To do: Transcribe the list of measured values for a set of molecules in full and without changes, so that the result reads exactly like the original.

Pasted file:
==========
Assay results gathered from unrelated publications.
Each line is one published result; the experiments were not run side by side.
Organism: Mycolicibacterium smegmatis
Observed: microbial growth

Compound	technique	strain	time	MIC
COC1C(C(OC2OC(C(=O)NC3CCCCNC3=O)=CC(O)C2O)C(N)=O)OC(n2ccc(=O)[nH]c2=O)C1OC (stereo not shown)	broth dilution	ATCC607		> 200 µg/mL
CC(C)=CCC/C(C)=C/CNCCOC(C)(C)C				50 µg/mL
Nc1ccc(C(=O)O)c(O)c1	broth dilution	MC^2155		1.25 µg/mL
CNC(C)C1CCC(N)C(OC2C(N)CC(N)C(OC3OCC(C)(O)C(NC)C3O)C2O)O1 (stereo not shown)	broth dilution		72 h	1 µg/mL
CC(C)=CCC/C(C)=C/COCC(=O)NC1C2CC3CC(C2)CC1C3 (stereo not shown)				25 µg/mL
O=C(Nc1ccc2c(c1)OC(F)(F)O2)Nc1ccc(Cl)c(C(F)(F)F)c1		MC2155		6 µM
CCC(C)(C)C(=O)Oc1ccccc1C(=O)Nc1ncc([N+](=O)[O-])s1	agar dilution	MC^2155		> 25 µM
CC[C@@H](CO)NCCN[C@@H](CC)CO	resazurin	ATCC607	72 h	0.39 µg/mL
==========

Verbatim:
Assay results gathered from unrelated publications.
Each line is one published result; the experiments were not run side by side.
Organism: Mycolicibacterium smegmatis
Observed: microbial growth

Compound	technique	strain	time	MIC
COC1C(C(OC2OC(C(=O)NC3CCCCNC3=O)=CC(O)C2O)C(N)=O)OC(n2ccc(=O)[nH]c2=O)C1OC (stereo not shown)	broth dilution	ATCC607		> 200 µg/mL
CC(C)=CCC/C(C)=C/CNCCOC(C)(C)C				50 µg/mL
Nc1ccc(C(=O)O)c(O)c1	broth dilution	MC^2155		1.25 µg/mL
CNC(C)C1CCC(N)C(OC2C(N)CC(N)C(OC3OCC(C)(O)C(NC)C3O)C2O)O1 (stereo not shown)	broth dilution		72 h	1 µg/mL
CC(C)=CCC/C(C)=C/COCC(=O)NC1C2CC3CC(C2)CC1C3 (stereo not shown)				25 µg/mL
O=C(Nc1ccc2c(c1)OC(F)(F)O2)Nc1ccc(Cl)c(C(F)(F)F)c1		MC2155		6 µM
CCC(C)(C)C(=O)Oc1ccccc1C(=O)Nc1ncc([N+](=O)[O-])s1	agar dilution	MC^2155		> 25 µM
CC[C@@H](CO)NCCN[C@@H](CC)CO	resazurin	ATCC607	72 h	0.39 µg/mL